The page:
Kretska i dalmatinsko-dubrovačka književna renesansa: sličnosti i razlike



Rok publikování 2023
Druh Další prezentace na konferencích
Fakulta / Pracoviště MU

Filozofická fakulta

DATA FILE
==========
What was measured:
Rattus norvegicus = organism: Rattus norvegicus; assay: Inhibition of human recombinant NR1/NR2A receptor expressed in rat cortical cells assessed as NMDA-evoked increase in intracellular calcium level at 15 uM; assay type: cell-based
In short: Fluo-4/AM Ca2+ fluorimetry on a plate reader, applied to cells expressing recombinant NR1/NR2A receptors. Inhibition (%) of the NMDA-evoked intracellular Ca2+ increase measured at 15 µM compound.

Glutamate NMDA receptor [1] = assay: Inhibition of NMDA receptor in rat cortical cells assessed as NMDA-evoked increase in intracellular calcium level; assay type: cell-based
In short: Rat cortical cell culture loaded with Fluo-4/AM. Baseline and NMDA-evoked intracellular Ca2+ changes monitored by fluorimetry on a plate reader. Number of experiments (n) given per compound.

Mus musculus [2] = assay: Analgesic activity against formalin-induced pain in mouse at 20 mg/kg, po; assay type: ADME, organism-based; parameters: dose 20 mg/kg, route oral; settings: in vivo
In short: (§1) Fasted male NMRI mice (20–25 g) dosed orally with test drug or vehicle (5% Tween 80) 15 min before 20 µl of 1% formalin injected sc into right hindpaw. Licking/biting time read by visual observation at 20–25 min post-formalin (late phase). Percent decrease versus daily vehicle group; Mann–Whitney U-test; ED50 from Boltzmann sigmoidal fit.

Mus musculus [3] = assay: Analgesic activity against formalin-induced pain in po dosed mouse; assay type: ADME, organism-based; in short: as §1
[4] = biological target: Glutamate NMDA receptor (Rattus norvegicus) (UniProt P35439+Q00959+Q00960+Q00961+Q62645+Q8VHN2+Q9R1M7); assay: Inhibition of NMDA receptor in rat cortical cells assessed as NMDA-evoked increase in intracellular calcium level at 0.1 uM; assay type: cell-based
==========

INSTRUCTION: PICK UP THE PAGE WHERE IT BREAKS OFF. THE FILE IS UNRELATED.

Popis In the Croatian tradition of the study of Renaissance literature, Crete is mentioned almost entirely in connection with Ludovik Paskalić, who was a member of the Venetian military mission there in 1537 to 1538. Like Paskalić’s native land, this Greek island was ruled by the Republic of St Mark (and had been since 1204), which resulted in the 16th and 17th centuries in the creation of a hybrid culture that through the mediation of Venice absorbed numerous influences from the Italian Renaissance. Although much later than in Dubrovnik and Dalmatia, on Crete this gave rise to an intriguing vernacular literature that produced its most important works at the end of the 16th and in the first half of the 17th century, in other words, in just the few decades that preceded the Ottoman conquest of the island in 1669. These are Neo-Greek texts written in the Cretan dialect, primarily in the political verse taken from Byzantine literature and the oral tradition. However, local influences in this relatively small body of work are connected with marked elements of Italian Renaissance literature (Tasso, Ariosto, Guarini, Giraldi). In terms of genre, there are mainly tragedies, comedies, pastorals, religious dramas and romances, which engendered the most famous and best regarded work of all of Cretan Renaissance literature: the extensive lyrical-epic poem "Erotokritos" (???????????) of Vikentios Kornaros, thought to be an adaptation of the French courtly romance "Paris et Vienne". The romance of Kornaros, and other salient works of the Cretan Renaissance, such as the tragedy "Erofili" (???????) of Georgios Chortatzis and the anonymous lyric "Shepherdess" (??????????), enjoyed, in the centuries after their writing, great popularity, as shown by their even having become part of the oral tradition, some of them affecting the development of Modern Greek writing in the 19th and 20th centuries. From the above it is clear that there were certain correspondences, as well as many differences, between the Renaissance as experienced on the eastern coast of the Adriatic, in Dalmatia and Dubrovnik then, and in Crete. In both cases we can find on the one hand the direct transmission of Renaissance ideas and forms from Italy, the marked influence of folklore or the adjustment of the form to the domestic tradition, and on the other hand asynchronicity, different genre preferences and the selection of different Italian authors and works as creative exemplars or models. The objective of this paper is to find points of contact, formal, contextual and thematic, as well as the differences, between the Renaissance literatures of Crete and Dubrovnik-Dalmatia, with particular reference to the forms in which Italian influences were transmitted, the manner of using localisation and the reflection of contemporary reality, characterised by the Ottoman menace. The aim of this comparative analysis is to contribute to the knowledge of the different manifestations of the literary Renaissance in the eastern Mediterranean as broadly understood.
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